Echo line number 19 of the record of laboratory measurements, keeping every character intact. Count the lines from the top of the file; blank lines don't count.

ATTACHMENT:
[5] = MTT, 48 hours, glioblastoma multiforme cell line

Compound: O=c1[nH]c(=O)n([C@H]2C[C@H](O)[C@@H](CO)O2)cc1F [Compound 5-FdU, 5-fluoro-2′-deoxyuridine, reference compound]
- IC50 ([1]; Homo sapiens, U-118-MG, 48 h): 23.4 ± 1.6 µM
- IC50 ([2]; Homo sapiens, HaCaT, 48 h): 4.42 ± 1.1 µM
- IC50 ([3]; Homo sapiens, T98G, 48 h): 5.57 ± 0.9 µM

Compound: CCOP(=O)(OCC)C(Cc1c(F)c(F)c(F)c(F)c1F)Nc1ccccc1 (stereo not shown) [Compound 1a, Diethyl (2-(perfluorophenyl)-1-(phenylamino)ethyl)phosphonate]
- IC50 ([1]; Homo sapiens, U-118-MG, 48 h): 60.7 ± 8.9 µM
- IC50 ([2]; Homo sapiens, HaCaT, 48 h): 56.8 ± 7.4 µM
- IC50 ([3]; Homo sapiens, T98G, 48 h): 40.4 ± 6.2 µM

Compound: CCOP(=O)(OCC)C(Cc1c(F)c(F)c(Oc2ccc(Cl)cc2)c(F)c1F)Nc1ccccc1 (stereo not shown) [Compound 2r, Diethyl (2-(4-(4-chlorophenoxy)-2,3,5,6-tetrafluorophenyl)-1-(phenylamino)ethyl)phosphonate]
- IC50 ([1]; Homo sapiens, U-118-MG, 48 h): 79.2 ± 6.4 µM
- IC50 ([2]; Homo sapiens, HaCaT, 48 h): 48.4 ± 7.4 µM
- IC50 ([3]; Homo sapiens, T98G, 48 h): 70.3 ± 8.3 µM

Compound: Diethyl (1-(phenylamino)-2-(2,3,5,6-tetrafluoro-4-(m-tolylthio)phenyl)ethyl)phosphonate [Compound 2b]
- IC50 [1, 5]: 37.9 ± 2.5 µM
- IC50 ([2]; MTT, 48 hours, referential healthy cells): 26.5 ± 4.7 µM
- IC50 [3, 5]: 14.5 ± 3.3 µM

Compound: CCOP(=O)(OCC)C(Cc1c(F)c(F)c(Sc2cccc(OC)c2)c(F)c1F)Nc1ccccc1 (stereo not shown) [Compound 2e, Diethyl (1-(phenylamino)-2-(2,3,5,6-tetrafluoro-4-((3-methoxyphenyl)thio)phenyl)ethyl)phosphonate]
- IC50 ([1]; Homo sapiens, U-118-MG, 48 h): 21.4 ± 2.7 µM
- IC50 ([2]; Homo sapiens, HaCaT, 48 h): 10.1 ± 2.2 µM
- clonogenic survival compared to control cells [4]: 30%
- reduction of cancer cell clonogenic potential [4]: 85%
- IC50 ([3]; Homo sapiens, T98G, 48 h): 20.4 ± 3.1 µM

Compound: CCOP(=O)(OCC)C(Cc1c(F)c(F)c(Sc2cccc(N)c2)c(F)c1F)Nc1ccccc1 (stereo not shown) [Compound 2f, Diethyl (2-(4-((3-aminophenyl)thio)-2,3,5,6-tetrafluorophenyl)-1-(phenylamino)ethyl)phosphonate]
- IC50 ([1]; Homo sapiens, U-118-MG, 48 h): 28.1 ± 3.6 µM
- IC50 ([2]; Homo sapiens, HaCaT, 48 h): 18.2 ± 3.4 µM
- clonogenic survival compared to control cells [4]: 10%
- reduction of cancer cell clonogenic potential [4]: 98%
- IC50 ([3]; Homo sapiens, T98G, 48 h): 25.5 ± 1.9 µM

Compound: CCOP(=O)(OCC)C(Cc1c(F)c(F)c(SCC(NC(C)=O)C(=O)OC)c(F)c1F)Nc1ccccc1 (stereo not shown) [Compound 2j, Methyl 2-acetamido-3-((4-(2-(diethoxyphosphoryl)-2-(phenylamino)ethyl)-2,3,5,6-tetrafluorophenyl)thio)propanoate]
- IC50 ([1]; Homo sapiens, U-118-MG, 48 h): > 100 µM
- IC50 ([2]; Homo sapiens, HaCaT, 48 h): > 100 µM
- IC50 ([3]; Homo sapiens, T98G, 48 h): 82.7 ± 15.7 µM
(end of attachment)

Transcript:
- IC50 ([1]; Homo sapiens, U-118-MG, 48 h): 21.4 ± 2.7 µM